The Hardy & Fazey (1987) model presupposes that anxiety is comprised of two sub-components. In contrast however, rather than using somatic anxiety as the asymmetry factor, Hardy & Fazey (1987) chose to use physiological arousal. When measured by heart rate, both follow identical temporal patterns to, for example, a critical competitive event. Nevertheless, there are a number of differences between the two in relation to their effect on performance. It has been reasoned that physiological arousal may have a direct effect upon performance through the suppression of crucial cognitive and physiological resources (e.g. Hardy et al., 1994). Additionally, physiological arousal may also cause an athlete to interpret their physiological state as either negative or positive, inadvertently altering their performance (e.g. Bandura, 1977). Somatic anxiety, on the other hand, is believed to effect performance only if the extent of the somatic response is so large that the athlete becomes excessively concerned and distracted with their perceived physiological state (e.g. Martens et al., 1990).

      Hardy & Fazey (1987) state, in their version, that physiological arousal follows the Inverted-U hypothesis in relation to performance. Nevertheless, that will only occur when the individual is exhibiting low cognitive state anxiety, e.g. they are not worried about their immediate performance, (see back face of fig. 3). Alternatively, a catastrophe will occur if the individual is exhibiting high cognitive anxiety (e.g. concern over their immediate performance). This is typified by an increase in physiological arousal that will reach a threshold point just over the cusp of optimal arousal. Thereafter follows a steep and expeditious deterioration in the individual's performance, i.e. a catastrophe (see right face fig. 3). Hardy (1990) further proposed that cognitive anxiety behaves as a splitting factor that causes the normal factor's (i.e. physiological arousal) effect on performance to be smooth and small, large and catastrophic, or alternatively falling somewhere within the two extremes. The model also predicts that if there is low physiological arousal present in the days leading up to an important event, cognitive anxiety will enhance the athlete's performance in relation to the baseline data that can be taken from his training session (see left face, fig. 3), (Parfitt, 1988). Additionally, Hardy (1990) goes on to state that the model will predict either positive or negative effects of physiological arousal upon performance when there is an elevation in cognitive anxiety. This depends upon how high the cognitive anxiety is at the time. This can be demonstrated by bisecting through fig. 3, parallel to the physiological arousal by performance plane.

image07.jpg

Fazey & Hardy (1988) suggested four additional proposals based upon their model:

  1. Physiological arousal should (for the most part) only be deleterious to athletic performance when there is high cognitive anxiety.
  2. Hysteresis will follow when high cognitive anxiety is present, and a bifurcation set will arise, i.e. the association of the same level of physiological arousal with two alternate levels of performance subject to the decrease, or increase, of the physiological arousal. To elucidate, it is predicted that there will be a negative correlation between performance and cognitive anxiety when physiological arousal is high, and a positive correlation when physiological arousal is low.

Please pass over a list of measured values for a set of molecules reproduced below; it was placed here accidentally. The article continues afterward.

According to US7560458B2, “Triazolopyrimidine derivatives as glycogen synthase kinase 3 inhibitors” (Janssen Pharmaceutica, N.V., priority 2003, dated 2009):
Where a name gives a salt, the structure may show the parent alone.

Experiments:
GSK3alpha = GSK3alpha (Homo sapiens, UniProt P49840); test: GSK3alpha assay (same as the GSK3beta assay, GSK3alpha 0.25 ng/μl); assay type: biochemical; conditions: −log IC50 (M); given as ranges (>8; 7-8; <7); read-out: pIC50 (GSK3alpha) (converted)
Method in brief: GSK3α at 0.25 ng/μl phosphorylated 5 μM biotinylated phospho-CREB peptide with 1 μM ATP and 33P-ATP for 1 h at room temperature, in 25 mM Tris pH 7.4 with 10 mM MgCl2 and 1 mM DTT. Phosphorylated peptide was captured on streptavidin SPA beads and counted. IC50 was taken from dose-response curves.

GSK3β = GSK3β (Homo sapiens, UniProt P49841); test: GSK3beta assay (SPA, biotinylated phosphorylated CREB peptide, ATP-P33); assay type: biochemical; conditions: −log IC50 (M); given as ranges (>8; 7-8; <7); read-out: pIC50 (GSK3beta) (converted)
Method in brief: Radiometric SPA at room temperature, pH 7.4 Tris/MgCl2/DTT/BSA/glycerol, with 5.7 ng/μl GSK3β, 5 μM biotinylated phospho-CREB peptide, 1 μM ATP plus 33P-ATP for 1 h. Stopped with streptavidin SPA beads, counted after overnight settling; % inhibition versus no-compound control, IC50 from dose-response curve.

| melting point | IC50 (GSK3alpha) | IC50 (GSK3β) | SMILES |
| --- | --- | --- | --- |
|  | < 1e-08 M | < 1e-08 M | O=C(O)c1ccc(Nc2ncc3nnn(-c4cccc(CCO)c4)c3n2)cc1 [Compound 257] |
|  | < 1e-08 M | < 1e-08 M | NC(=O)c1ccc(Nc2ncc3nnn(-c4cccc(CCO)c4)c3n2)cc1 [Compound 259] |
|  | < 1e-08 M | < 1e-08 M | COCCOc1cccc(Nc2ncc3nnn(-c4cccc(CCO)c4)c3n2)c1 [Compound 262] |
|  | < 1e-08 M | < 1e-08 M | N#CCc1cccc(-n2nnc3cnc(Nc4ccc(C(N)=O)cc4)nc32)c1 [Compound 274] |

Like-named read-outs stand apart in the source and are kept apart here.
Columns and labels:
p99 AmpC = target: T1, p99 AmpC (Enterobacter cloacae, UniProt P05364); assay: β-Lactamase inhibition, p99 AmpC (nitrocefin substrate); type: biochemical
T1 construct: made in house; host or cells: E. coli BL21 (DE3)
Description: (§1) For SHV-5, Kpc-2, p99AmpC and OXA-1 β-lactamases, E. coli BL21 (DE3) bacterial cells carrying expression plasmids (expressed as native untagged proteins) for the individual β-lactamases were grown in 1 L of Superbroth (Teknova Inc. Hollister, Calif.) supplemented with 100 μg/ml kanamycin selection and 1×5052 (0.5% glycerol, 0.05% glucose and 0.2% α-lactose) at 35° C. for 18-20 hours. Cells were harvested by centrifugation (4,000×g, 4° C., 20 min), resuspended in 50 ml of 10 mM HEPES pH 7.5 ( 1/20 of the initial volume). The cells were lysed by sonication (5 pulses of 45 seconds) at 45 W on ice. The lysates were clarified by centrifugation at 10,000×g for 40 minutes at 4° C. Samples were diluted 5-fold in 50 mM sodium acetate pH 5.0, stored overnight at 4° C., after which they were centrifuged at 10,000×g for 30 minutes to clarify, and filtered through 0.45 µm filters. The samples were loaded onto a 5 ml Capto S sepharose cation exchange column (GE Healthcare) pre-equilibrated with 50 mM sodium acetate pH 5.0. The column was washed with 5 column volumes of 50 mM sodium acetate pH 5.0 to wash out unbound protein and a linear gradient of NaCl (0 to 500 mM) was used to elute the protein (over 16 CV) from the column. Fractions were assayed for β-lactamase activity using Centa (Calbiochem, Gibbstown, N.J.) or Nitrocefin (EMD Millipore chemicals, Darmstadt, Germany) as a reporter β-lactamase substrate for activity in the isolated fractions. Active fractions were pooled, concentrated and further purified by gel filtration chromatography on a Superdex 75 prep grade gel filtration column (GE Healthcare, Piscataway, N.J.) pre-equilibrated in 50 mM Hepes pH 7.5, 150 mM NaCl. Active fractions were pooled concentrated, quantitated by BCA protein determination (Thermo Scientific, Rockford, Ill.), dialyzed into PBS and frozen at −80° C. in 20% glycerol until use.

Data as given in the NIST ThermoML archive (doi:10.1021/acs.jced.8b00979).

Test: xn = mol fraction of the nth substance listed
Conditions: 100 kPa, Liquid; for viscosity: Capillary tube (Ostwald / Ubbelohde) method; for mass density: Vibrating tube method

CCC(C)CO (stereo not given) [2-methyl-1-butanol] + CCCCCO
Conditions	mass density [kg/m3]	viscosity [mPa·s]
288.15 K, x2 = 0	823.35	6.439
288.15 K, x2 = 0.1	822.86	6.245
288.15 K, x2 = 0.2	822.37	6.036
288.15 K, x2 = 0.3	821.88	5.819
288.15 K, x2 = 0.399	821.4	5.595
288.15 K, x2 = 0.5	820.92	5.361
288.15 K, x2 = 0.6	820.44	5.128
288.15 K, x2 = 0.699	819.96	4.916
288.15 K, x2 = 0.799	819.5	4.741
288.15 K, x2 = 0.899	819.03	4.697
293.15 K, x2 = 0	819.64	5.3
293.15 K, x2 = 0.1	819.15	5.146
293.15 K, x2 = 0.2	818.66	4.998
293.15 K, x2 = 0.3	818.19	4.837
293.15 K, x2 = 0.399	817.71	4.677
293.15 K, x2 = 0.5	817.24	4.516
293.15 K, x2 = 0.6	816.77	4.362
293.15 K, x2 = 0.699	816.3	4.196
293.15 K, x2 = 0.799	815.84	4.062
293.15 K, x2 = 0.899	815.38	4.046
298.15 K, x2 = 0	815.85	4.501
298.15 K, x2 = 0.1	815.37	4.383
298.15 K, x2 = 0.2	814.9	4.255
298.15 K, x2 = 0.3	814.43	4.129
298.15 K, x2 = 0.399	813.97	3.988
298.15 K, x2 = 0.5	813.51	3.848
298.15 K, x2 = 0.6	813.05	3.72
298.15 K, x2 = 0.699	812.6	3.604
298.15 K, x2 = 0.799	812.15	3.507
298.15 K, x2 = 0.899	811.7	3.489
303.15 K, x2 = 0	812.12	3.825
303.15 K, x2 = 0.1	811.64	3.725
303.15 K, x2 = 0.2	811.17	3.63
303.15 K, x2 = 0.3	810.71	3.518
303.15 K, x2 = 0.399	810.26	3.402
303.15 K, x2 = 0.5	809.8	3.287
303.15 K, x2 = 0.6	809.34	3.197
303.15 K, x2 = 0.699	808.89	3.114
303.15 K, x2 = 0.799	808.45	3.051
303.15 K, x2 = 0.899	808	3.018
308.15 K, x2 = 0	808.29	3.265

3. An average level of performance is unlikely to occur when high cognitive anxiety is present. Moreover, performance is likely to follow two distinct modes under conditions of high anxiety, as opposed to being uni-modal when cognitive anxiety is low.
  4. Utilising a number of statistical methods (e.g. GEMCAT and the Dynamical Differences Method) it is conceivable that 'real-life data' be applied to cusp catastrophes.

Hardy, Parfitt & Pates (1992) stressed that the surface of the cusp catastrophe is 'tailored' to each individual, insofar as the model can be bent, stretched, rotated and transformed to fit an athlete's ability and experience in relation to their performance. Notably, and central to Thom's (1975) original theorem, the flexible properties of the cusp catastrophe can never be torn, i.e. it should always remain continuous, following the fundamental rule of hysteresis, and the discontinuous changes in performance under certain conditions.

Appendix 4

Richards (1995) conducted a study on mountain bikers and proved by meticulous testing and measurements of HR that as the competition progresses the heart rate seems to decrease and it was concluded that this was due to familiarity, as the bikers got more into the event they calmed down. At the start the subjects were anxious because they may not be familiar with their opponents or the course or for any other reason linked to uncertainty, but once the competition began they could analyze their immediate situation and adjust accordingly, as they began to understand the race they got more comfortable. This of course applies differently to expert and novice riders. The expert’s HR anxiety decreases faster due to ability to process the input faster and greater ability to ignore irrelevant input from the environment; whereas, the novice would take much longer to decrease anxiety as they can only process information at a lower pace than the expert; this is due to lack of experience.